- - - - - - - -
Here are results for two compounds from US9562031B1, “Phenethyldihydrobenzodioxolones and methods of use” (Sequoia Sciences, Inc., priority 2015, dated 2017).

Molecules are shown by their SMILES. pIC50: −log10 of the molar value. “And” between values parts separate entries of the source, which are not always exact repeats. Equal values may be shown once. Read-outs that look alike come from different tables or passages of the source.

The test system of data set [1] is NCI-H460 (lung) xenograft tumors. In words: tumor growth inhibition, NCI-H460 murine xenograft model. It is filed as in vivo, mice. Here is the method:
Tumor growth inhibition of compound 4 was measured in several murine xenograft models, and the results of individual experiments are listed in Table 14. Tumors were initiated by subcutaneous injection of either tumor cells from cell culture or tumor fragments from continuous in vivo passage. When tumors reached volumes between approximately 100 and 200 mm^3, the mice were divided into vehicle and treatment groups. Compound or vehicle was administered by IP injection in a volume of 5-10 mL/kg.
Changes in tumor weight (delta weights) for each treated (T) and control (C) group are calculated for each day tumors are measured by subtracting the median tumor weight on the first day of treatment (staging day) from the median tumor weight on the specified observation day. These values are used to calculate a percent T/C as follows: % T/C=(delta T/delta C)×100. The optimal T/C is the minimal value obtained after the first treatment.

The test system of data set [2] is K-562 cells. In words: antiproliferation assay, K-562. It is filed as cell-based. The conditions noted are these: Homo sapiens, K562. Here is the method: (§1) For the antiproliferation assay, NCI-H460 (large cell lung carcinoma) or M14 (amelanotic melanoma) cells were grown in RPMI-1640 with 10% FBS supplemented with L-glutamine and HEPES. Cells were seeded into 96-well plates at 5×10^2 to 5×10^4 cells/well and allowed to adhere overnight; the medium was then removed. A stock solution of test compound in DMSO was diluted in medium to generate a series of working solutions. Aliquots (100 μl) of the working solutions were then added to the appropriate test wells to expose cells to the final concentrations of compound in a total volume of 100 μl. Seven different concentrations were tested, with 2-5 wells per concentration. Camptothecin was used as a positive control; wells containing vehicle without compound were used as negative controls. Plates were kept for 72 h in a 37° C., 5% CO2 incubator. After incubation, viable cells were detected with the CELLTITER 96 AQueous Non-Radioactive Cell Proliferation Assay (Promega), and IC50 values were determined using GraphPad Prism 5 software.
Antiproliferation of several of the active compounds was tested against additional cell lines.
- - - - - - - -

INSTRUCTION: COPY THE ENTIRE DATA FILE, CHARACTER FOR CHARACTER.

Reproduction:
Here are results for two compounds from US9562031B1, “Phenethyldihydrobenzodioxolones and methods of use” (Sequoia Sciences, Inc., priority 2015, dated 2017).

Molecules are shown by their SMILES. pIC50: −log10 of the molar value. “And” between values parts separate entries of the source, which are not always exact repeats. Equal values may be shown once. Read-outs that look alike come from different tables or passages of the source.

The test system of data set [1] is NCI-H460 (lung) xenograft tumors. In words: tumor growth inhibition, NCI-H460 murine xenograft model. It is filed as in vivo, mice. Here is the method:
Tumor growth inhibition of compound 4 was measured in several murine xenograft models, and the results of individual experiments are listed in Table 14. Tumors were initiated by subcutaneous injection of either tumor cells from cell culture or tumor fragments from continuous in vivo passage. When tumors reached volumes between approximately 100 and 200 mm^3, the mice were divided into vehicle and treatment groups. Compound or vehicle was administered by IP injection in a volume of 5-10 mL/kg.
Changes in tumor weight (delta weights) for each treated (T) and control (C) group are calculated for each day tumors are measured by subtracting the median tumor weight on the first day of treatment (staging day) from the median tumor weight on the specified observation day. These values are used to calculate a percent T/C as follows: % T/C=(delta T/delta C)×100. The optimal T/C is the minimal value obtained after the first treatment.

The test system of data set [2] is K-562 cells. In words: antiproliferation assay, K-562. It is filed as cell-based. The conditions noted are these: Homo sapiens, K562. Here is the method: (§1) For the antiproliferation assay, NCI-H460 (large cell lung carcinoma) or M14 (amelanotic melanoma) cells were grown in RPMI-1640 with 10% FBS supplemented with L-glutamine and HEPES. Cells were seeded into 96-well plates at 5×10^2 to 5×10^4 cells/well and allowed to adhere overnight; the medium was then removed. A stock solution of test compound in DMSO was diluted in medium to generate a series of working solutions. Aliquots (100 μl) of the working solutions were then added to the appropriate test wells to expose cells to the final concentrations of compound in a total volume of 100 μl. Seven different concentrations were tested, with 2-5 wells per concentration. Camptothecin was used as a positive control; wells containing vehicle without compound were used as negative controls. Plates were kept for 72 h in a 37° C., 5% CO2 incubator. After incubation, viable cells were detected with the CELLTITER 96 AQueous Non-Radioactive Cell Proliferation Assay (Promega), and IC50 values were determined using GraphPad Prism 5 software.
Antiproliferation of several of the active compounds was tested against additional cell lines.